Tips from a self-confessed project management nerd
It is no secret here in the Cube office that I am a card carrying, project management nerd.
There are so many things I love about project management. It provides a way to deeply understand the work you want to deliver. It allows you to clearly communicate the story of your project. It gives you the tools to build a clear map of how you are going to achieve your objectives. It helps you to visualise who you need to talk to and what opportunities or challenges might crop up along the way.
Project management challenges
Project management can get a bad rap, and really, it is no surprise when so many project management approaches have not been designed with policy projects in mind. The principles that apply for engineering projects just don’t fly for most policy and change initiatives! Furthermore, those principles do not always allow for or consider public value outcomes, or common challenges faced by public sector and not for profit organisations.
When I worked in policy development, project management was critical to helping me juggle and deliver a variety of different priorities. I noticed though, that many people working in policy did not view their work as ‘project work’ or felt that project management was an unnecessary overhead.
I found this incredibly interesting, because policy work requires all of the thinking that project management prompts you to do: identify scope, stakeholders, implementation approaches, risk, governance, communication and change management.
I asked some of my policy and community development colleagues in State and Local government about what areas of project management they didn’t like or were unsure about. Here are the top three things they had to say:
- Too much time is spent in project team meetings
- Project reporting takes too long and is a burden
- The project plan gets forgotten during project delivery and there doesn’t seem to be a clear way to keep it up to date or relevant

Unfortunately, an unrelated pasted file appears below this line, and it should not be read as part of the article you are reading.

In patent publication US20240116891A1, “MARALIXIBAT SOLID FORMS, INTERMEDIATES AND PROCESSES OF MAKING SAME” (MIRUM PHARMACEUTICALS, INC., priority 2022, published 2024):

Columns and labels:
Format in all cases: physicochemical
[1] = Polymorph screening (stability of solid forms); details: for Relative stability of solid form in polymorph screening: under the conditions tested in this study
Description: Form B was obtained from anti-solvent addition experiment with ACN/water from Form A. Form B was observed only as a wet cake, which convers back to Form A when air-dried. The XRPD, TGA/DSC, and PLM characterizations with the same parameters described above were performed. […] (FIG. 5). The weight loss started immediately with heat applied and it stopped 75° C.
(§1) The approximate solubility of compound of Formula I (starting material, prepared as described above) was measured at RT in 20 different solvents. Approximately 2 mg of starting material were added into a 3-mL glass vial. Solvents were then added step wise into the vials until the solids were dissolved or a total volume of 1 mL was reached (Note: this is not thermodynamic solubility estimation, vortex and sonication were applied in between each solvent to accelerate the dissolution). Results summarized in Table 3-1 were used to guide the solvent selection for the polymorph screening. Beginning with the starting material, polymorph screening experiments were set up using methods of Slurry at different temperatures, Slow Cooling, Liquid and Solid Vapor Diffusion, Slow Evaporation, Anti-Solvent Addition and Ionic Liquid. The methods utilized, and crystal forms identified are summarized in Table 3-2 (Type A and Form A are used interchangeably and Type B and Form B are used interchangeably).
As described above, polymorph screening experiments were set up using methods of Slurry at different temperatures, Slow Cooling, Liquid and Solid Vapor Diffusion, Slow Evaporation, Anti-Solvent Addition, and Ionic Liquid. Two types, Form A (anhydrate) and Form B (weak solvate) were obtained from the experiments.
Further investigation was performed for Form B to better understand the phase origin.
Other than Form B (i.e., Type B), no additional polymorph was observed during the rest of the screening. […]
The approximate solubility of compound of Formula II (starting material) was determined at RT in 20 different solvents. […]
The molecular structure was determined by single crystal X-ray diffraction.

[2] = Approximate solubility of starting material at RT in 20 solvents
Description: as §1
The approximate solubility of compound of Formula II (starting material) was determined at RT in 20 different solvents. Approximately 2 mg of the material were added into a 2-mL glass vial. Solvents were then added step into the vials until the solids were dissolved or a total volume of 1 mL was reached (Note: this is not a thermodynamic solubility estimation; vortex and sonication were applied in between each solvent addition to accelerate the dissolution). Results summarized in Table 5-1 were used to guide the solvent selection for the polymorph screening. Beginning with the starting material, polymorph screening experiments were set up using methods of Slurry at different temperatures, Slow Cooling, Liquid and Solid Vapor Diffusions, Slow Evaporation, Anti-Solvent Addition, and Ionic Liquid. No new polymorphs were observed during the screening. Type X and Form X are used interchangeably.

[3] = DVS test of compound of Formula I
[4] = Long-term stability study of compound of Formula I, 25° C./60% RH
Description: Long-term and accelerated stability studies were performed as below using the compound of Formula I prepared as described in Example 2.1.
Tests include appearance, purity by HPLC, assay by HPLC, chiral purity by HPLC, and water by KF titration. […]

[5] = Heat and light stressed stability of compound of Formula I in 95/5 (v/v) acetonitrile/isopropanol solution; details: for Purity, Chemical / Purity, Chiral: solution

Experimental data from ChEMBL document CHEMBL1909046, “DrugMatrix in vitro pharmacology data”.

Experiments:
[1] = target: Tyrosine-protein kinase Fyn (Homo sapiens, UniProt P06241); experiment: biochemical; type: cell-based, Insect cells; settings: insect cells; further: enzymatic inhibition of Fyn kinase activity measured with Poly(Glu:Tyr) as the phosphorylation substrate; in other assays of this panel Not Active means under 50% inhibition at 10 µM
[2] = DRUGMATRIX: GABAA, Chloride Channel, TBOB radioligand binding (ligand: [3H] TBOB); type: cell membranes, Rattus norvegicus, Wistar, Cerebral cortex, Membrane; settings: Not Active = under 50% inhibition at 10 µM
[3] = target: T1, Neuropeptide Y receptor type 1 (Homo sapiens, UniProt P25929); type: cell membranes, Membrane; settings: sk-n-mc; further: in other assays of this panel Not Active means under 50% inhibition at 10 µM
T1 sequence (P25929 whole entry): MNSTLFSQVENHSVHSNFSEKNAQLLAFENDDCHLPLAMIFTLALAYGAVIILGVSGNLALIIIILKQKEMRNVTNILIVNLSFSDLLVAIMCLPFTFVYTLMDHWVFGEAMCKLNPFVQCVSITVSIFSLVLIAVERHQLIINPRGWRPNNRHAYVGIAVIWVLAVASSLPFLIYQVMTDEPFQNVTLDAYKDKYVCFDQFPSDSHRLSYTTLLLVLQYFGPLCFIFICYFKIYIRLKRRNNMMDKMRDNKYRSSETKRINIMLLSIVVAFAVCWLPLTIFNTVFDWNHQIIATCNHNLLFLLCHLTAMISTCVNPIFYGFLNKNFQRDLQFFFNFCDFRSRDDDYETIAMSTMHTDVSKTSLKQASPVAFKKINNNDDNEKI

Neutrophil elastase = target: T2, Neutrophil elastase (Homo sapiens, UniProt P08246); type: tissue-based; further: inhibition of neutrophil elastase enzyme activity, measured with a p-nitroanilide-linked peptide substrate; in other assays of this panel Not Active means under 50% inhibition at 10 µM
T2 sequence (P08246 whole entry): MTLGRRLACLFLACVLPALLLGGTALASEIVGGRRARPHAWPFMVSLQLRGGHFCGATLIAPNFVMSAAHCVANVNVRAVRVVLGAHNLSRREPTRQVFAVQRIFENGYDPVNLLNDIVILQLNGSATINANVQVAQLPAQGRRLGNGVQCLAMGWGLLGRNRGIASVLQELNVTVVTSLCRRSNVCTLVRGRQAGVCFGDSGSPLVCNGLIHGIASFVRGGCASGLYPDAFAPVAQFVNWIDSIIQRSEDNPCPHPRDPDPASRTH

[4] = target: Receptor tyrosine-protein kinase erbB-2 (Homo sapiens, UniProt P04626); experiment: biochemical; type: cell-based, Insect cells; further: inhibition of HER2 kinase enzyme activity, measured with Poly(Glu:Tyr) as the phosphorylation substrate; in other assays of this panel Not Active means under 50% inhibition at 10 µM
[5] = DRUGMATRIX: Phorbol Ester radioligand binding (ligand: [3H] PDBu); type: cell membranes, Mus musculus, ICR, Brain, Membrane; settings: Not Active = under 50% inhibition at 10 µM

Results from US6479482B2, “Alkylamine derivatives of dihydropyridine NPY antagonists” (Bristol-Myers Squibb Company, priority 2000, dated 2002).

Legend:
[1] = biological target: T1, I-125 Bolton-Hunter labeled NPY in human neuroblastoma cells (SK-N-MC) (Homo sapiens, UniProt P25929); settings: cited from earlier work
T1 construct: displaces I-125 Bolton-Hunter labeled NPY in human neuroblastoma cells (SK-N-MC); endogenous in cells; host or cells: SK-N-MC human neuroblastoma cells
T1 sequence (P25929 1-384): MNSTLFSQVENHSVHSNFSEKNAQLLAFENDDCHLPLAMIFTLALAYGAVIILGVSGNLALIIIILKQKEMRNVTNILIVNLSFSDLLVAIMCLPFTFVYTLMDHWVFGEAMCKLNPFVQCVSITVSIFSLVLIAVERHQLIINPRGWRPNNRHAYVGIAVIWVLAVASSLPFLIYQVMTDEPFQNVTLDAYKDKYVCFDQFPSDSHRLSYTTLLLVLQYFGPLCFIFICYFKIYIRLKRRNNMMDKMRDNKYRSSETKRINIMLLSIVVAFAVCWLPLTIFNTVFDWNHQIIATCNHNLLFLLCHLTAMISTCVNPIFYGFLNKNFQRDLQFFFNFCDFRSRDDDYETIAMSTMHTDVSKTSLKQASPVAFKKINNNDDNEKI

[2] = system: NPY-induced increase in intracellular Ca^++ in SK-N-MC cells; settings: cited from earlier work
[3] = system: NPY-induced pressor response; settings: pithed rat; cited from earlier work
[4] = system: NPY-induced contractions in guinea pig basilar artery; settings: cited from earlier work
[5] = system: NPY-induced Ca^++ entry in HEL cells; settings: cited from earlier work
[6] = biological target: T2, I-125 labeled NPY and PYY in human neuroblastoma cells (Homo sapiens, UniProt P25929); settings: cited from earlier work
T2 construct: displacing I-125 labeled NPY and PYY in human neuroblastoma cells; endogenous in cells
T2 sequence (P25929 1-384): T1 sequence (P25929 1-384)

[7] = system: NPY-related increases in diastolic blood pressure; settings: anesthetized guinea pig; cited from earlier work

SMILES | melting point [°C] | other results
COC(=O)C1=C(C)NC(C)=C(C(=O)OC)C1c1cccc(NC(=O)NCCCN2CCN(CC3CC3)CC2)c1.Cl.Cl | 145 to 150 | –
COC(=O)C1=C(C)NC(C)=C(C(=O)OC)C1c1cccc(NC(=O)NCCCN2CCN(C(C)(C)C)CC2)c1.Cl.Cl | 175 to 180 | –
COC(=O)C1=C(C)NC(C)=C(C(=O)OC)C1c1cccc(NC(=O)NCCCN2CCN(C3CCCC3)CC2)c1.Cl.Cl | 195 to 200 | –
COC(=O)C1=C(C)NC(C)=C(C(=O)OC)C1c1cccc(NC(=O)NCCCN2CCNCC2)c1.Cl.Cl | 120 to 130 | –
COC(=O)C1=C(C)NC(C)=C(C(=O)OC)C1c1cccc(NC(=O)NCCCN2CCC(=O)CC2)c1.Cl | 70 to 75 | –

Can you identify with these experiences?
Tips and strategies in overcoming challenges
- A strong team meeting is supported by strong project planning and good project tools. Run your project team meetings to a tight agenda and make a clear distinction between the time needed to talk about management (progress, issues, risk) and the time needed to discuss specific areas of content.
- Like housework, if you tackle project reporting a little bit every day, you won’t be overwhelmed at the end of the week or month. Try:
- Documenting your activities as you go to save time trying to recall dates and meetings (you can even do it directly in the reporting template).
- Document progress, issues and risks during your team meetings and if you have a small project, consider using the status report as your issues and risk register.
- No one benefits from the project spending time on several different report formats. Establish reporting expectations your governance group and get agreement from the outset on a regular but efficient reporting approach
- It is very easy to lose track of the project plan during delivery. Some things veer off the plan for good reason while other things might get lost if you don’t regularly review it. The plan is meant to be your guide and anchor, but it is also a live document. Invest 30 minutes alongside monthly status reporting to review the project plan and take stock of what has changed. Keep a short narrative of how the project has changed. You can use a project issues or change log to do this, document it in your status report or make comments and notes in the project plan itself.
For those in policy who are unsure about using project management, consider the following:
- Project management isn’t just a tool for implementation. Writing a strategy? Need to conduct research, engage stakeholders and develop an action plan? You can use project management to plan, monitor and manage any phase of the policy cycle.
- You don’t need to commit to everything in the toolkit. Frameworks like PRINCE2 can be overwhelming because the number of processes and tools it contains, but you don’t need to use them all. These frameworks are designed to be tailored to suit your needs.
- It is a knowledge management tool that will help you trace the history of your policy problem. The tools and resources that project management provides can help you track how a policy issue has changed over time. Risk and issue management, tracking decisions, writing project reflections and documenting lessons are great examples of how this can happen.
We have a little acronym we like to bandy about in Cube when thinking about project management:
These concepts are part and parcel of our broader Project Enablement framework, a project management methodology designed to address some of the challenges faced by public sector organisations. If these resonate with you, get in touch and we can talk about how we can help you with your project management outcomes.